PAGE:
PDN Photo Plus Expo
Scott Bourne, founder of Scott Bourne Media Group, has been using Twitter https://twitter.com/since its inception and for the last year he has been successfully using it to sell his wildlife photography prints http://scottbourne.com/
He had a plethora of information to impart on how to navigate and use Twitter to its full potential in relation to marketing and selling photography.
He began with a couple of statistics:
200million users on Twitter putting up 50 million tweets put per day!
The “traction point” is around 9 months– this is when you should begin to reap the rewards of your tweeting (if you follow the basic guidelines and use Twitter efficiently)
He then went on to say that in order to promote your business well as a photographer on Twitter, there are a few basic guidelines such as:
Have a goal and know your objectives.
Know who your audience is.
Be concise with content – avoid “fluff” If its business then stick to business related tweets – i.e. don’t mix it with personal stuff (you can always start another Twitter account for personal/chatty tweets).
Make sure your design reflects your style – i.e. put up your images in the background design and change frequently.
Brand yourself effectively by using a profile image of yourself as opposed to one of your images. “People respond more to faces”. Ensure that you have all the relevant professional information in your profile set up – business name, email, website,, blog.
Interact with the photography community you want to part of – have a voice – follow all the people/businesses that you have a commonality with such as connect with photographers, photo editors, curators, art buyers, photography magazine’s etc.. Connect to the photography lists. This will help to increase your profile on Twitter.
Interlink your Twitter account with Face Book, LinkedIn, Flickr, your website, blog and other social media groups you are connected to, to ensure a wider audience.
If its your first foray into Twitter land, then ease your way in gradually by “listening and learning the language” of the communities your want to be involved in. “Get the feel of how it works” Don’t go blasting in there, pushing your ware’s as soon as you sign up. Build up a relationship by offering advice, tips or share contacts with others in the community and hopefully they will begin to reciprocate. “put others ahead of yourself” Scott Bourne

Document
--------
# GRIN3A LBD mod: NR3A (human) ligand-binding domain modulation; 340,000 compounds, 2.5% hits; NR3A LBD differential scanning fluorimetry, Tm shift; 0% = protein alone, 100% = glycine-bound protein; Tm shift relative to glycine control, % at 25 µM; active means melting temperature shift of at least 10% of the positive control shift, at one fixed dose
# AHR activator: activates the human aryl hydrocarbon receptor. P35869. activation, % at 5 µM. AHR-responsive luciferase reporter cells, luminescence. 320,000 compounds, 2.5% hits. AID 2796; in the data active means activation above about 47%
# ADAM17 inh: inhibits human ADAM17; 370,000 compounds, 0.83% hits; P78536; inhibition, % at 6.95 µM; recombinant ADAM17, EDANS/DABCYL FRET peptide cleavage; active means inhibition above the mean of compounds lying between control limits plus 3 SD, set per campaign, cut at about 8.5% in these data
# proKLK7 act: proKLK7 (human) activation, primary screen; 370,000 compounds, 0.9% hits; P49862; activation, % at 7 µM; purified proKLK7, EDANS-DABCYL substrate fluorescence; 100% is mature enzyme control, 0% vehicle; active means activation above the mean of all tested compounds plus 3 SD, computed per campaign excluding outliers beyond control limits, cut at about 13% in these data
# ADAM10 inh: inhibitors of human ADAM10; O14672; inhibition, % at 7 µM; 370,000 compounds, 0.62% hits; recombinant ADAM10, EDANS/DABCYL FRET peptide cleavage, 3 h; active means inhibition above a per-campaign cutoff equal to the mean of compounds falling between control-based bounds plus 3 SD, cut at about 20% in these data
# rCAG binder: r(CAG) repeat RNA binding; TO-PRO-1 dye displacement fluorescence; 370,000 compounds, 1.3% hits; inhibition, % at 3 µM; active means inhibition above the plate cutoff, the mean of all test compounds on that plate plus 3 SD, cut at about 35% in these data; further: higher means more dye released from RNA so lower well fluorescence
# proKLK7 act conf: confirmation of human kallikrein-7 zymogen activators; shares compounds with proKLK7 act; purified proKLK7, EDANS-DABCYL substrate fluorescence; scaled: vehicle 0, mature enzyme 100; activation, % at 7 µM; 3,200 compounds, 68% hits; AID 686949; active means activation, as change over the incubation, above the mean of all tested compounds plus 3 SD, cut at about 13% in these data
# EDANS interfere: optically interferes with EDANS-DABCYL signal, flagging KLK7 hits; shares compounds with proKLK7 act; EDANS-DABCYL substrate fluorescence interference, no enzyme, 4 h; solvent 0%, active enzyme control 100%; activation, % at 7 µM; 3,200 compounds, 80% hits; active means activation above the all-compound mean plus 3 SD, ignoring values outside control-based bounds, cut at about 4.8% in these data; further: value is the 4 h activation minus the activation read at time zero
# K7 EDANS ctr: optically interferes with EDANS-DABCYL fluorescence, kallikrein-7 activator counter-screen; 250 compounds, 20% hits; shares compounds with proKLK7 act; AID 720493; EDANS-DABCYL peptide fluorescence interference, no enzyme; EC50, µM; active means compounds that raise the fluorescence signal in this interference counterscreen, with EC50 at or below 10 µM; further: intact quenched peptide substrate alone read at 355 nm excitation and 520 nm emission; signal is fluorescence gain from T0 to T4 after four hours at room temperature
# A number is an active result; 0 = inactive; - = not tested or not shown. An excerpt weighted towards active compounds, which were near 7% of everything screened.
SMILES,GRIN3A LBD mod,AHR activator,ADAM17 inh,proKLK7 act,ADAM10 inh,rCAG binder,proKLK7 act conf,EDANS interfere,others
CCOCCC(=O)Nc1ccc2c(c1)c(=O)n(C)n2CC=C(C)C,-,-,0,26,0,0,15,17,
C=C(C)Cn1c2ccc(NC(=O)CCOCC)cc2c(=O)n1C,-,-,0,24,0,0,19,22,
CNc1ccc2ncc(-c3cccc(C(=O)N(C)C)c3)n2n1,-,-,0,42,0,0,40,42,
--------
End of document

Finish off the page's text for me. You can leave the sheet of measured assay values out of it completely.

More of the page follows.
Establish credibility within your community first by re-tweeting others tweets if you find them valuable. Have a conversation with other photographers you link with, about work, the business etc. Ask questions.
Every day you use Twitter, you should see your followers growing in numbers. If you don’t then you need to re-evaluate how you are using your account to help increase your followers.
According to Scott Bourne, the most effective times each day to reach your chosen audience in the US are:
6am Pacific Time – 9am Eastern Standard Time
4pm Pacific Time – 7pm Eastern Standard Time
(Adjust accordingly to the countries that are relevant to you)
This is “real time environment” so its important that you are on there at the most effective times in order to interact with your community. Whatever you are promoting in the morning, then repeat the tweet(s) later in the day. This should ensure that you are reaching your desired audience at all times.
To find out how to effectively sell your work on Twitter, Scott recommended that you check out certain sites to see how well they do it:
He then went on to tell us how he sold out of 100 limited edition prints in just 8 months (at $400 per print – you do the math!) and he said himself “I take photo’s of birds….who really needs photo’s of birds?!” The reason he sold the prints was because he “told a story” about how he took the photograph in question and how it had actually taken him 13 years of going to a place in New Mexico (sic), to capture. He linked the tweets to his blog. And, that was the story that captured everyone’s attention (and their wallets!). So, think of a story that will capture’s the community’s imagination and see how it works out. I know that I will try this for Jason Florio’s fine art prints gallery!! http://www.floriophoto.com/#/fine%20art%20print%20sales/black%20+%20white%20collection/1
Scott finished with a re-cap on the seminar and to say:
Be patient – don’t expect success to happen overnight (remember the ‘9 month traction time’).
Listen and build your community slowly – “everyone wants to be a rock star but remember you have to learn the chords too”
Don’t just try to attract a large audience with people who are not relevant to your business and goals.
Ask questions and answer them. Be a voice in your community.
Always respond to messages – its only 140 characters maximum!
Ok, I’m off to get my tweet on!!
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